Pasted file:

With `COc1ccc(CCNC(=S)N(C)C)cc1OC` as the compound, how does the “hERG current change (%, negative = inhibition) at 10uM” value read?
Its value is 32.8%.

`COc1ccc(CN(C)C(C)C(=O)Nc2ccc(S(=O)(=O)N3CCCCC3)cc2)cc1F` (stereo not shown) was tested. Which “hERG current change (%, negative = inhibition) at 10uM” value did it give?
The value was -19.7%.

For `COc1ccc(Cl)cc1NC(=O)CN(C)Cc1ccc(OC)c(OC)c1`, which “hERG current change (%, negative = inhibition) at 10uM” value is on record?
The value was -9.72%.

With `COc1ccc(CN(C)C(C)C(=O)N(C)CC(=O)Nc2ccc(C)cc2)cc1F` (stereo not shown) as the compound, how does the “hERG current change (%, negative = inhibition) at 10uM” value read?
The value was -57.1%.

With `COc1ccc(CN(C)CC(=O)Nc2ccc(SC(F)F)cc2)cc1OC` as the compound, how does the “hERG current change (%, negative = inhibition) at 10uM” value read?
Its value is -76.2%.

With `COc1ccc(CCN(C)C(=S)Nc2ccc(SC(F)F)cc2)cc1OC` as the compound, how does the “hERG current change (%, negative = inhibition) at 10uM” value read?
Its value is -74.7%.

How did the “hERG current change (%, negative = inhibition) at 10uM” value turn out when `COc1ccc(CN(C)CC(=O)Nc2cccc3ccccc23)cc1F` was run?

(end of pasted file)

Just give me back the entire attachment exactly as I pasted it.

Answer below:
With `COc1ccc(CCNC(=S)N(C)C)cc1OC` as the compound, how does the “hERG current change (%, negative = inhibition) at 10uM” value read?
Its value is 32.8%.

`COc1ccc(CN(C)C(C)C(=O)Nc2ccc(S(=O)(=O)N3CCCCC3)cc2)cc1F` (stereo not shown) was tested. Which “hERG current change (%, negative = inhibition) at 10uM” value did it give?
The value was -19.7%.

For `COc1ccc(Cl)cc1NC(=O)CN(C)Cc1ccc(OC)c(OC)c1`, which “hERG current change (%, negative = inhibition) at 10uM” value is on record?
The value was -9.72%.

With `COc1ccc(CN(C)C(C)C(=O)N(C)CC(=O)Nc2ccc(C)cc2)cc1F` (stereo not shown) as the compound, how does the “hERG current change (%, negative = inhibition) at 10uM” value read?
The value was -57.1%.

With `COc1ccc(CN(C)CC(=O)Nc2ccc(SC(F)F)cc2)cc1OC` as the compound, how does the “hERG current change (%, negative = inhibition) at 10uM” value read?
Its value is -76.2%.

With `COc1ccc(CCN(C)C(=S)Nc2ccc(SC(F)F)cc2)cc1OC` as the compound, how does the “hERG current change (%, negative = inhibition) at 10uM” value read?
Its value is -74.7%.

How did the “hERG current change (%, negative = inhibition) at 10uM” value turn out when `COc1ccc(CN(C)CC(=O)Nc2cccc3ccccc23)cc1F` was run?